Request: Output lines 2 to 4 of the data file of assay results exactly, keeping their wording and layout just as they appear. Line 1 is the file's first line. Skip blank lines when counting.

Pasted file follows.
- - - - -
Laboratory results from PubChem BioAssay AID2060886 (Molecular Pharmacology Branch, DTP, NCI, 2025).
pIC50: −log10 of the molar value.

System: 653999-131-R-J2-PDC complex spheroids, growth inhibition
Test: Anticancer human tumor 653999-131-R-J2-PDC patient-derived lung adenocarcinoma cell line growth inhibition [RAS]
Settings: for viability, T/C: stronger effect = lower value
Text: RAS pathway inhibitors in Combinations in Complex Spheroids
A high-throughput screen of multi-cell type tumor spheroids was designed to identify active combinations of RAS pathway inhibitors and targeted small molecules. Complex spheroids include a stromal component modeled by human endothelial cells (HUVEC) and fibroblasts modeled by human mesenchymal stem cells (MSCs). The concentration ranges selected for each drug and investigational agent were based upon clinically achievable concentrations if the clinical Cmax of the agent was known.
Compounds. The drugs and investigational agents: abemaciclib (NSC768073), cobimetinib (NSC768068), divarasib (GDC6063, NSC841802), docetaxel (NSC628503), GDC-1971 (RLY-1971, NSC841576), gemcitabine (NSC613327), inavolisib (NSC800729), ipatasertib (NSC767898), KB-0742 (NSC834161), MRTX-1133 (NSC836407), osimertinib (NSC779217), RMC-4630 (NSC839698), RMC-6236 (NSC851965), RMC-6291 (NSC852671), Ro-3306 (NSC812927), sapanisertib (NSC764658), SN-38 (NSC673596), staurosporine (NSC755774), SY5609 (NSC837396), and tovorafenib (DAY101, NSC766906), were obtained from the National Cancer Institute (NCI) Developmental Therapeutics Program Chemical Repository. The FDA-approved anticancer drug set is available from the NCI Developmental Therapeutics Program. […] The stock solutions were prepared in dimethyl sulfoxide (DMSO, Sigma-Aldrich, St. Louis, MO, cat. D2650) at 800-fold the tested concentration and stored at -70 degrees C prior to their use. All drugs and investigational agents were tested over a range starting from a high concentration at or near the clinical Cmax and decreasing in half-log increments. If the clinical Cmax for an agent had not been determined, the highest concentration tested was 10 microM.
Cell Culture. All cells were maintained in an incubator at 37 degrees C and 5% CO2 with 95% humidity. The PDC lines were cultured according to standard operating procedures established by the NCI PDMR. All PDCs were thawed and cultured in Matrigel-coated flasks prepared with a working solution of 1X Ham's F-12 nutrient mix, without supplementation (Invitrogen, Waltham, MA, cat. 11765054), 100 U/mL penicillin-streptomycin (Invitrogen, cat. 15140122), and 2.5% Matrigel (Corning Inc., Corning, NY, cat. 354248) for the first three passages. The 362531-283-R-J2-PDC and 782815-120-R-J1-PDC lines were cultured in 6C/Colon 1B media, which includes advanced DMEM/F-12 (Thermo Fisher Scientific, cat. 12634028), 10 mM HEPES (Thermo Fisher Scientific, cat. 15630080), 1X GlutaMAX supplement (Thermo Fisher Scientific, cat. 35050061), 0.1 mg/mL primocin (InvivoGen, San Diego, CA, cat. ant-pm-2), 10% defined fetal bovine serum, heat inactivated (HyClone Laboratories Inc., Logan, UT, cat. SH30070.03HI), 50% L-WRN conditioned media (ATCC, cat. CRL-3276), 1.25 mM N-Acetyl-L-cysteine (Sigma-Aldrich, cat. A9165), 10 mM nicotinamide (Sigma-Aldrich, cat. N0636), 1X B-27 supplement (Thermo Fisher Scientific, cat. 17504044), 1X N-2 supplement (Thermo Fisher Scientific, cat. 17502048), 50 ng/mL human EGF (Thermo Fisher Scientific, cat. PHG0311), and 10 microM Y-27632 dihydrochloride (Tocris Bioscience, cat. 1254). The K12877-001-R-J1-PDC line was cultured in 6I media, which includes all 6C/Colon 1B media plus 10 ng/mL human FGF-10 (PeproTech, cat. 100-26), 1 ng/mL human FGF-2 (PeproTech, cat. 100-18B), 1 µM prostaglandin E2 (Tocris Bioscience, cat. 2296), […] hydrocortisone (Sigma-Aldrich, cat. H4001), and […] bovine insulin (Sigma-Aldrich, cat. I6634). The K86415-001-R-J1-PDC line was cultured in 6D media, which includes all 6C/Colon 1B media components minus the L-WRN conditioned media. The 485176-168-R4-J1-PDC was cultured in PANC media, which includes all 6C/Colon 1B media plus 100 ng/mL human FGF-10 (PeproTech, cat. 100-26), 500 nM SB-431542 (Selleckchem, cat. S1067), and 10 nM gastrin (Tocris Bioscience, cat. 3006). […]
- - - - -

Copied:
pIC50: −log10 of the molar value.

System: 653999-131-R-J2-PDC complex spheroids, growth inhibition
Test: Anticancer human tumor 653999-131-R-J2-PDC patient-derived lung adenocarcinoma cell line growth inhibition [RAS]